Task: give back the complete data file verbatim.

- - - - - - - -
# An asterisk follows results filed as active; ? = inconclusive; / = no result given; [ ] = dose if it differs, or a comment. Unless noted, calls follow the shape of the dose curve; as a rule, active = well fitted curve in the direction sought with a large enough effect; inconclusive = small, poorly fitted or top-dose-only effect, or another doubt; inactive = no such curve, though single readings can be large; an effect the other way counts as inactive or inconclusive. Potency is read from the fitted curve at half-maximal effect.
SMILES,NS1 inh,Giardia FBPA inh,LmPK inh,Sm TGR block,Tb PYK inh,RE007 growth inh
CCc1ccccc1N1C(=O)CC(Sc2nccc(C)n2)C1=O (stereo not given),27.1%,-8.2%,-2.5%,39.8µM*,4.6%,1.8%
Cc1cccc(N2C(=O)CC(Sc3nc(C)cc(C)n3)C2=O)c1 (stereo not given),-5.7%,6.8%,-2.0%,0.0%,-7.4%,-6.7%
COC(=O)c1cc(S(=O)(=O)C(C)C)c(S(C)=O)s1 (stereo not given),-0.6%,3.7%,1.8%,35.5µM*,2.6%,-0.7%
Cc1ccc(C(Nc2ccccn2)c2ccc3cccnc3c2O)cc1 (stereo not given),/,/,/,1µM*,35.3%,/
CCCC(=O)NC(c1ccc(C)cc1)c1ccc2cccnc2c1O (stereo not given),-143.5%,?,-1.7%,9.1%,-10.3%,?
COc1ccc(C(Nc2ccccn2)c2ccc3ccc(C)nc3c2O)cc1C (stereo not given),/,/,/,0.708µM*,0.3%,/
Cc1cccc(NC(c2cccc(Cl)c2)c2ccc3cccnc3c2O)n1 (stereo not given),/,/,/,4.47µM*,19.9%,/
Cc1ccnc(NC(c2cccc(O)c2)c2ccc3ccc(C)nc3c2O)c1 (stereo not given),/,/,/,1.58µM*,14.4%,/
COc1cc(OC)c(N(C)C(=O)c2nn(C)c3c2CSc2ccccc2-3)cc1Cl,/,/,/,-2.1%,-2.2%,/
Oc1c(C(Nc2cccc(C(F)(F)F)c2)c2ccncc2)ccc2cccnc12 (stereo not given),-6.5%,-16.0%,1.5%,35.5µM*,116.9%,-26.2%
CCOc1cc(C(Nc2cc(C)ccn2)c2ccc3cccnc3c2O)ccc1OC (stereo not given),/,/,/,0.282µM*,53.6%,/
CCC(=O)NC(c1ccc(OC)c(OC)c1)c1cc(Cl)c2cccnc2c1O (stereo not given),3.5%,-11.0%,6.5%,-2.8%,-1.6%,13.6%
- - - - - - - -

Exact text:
# An asterisk follows results filed as active; ? = inconclusive; / = no result given; [ ] = dose if it differs, or a comment. Unless noted, calls follow the shape of the dose curve; as a rule, active = well fitted curve in the direction sought with a large enough effect; inconclusive = small, poorly fitted or top-dose-only effect, or another doubt; inactive = no such curve, though single readings can be large; an effect the other way counts as inactive or inconclusive. Potency is read from the fitted curve at half-maximal effect.
SMILES,NS1 inh,Giardia FBPA inh,LmPK inh,Sm TGR block,Tb PYK inh,RE007 growth inh
CCc1ccccc1N1C(=O)CC(Sc2nccc(C)n2)C1=O (stereo not given),27.1%,-8.2%,-2.5%,39.8µM*,4.6%,1.8%
Cc1cccc(N2C(=O)CC(Sc3nc(C)cc(C)n3)C2=O)c1 (stereo not given),-5.7%,6.8%,-2.0%,0.0%,-7.4%,-6.7%
COC(=O)c1cc(S(=O)(=O)C(C)C)c(S(C)=O)s1 (stereo not given),-0.6%,3.7%,1.8%,35.5µM*,2.6%,-0.7%
Cc1ccc(C(Nc2ccccn2)c2ccc3cccnc3c2O)cc1 (stereo not given),/,/,/,1µM*,35.3%,/
CCCC(=O)NC(c1ccc(C)cc1)c1ccc2cccnc2c1O (stereo not given),-143.5%,?,-1.7%,9.1%,-10.3%,?
COc1ccc(C(Nc2ccccn2)c2ccc3ccc(C)nc3c2O)cc1C (stereo not given),/,/,/,0.708µM*,0.3%,/
Cc1cccc(NC(c2cccc(Cl)c2)c2ccc3cccnc3c2O)n1 (stereo not given),/,/,/,4.47µM*,19.9%,/
Cc1ccnc(NC(c2cccc(O)c2)c2ccc3ccc(C)nc3c2O)c1 (stereo not given),/,/,/,1.58µM*,14.4%,/
COc1cc(OC)c(N(C)C(=O)c2nn(C)c3c2CSc2ccccc2-3)cc1Cl,/,/,/,-2.1%,-2.2%,/
Oc1c(C(Nc2cccc(C(F)(F)F)c2)c2ccncc2)ccc2cccnc12 (stereo not given),-6.5%,-16.0%,1.5%,35.5µM*,116.9%,-26.2%
CCOc1cc(C(Nc2cc(C)ccn2)c2ccc3cccnc3c2O)ccc1OC (stereo not given),/,/,/,0.282µM*,53.6%,/
CCC(=O)NC(c1ccc(OC)c(OC)c1)c1cc(Cl)c2cccnc2c1O (stereo not given),3.5%,-11.0%,6.5%,-2.8%,-1.6%,13.6%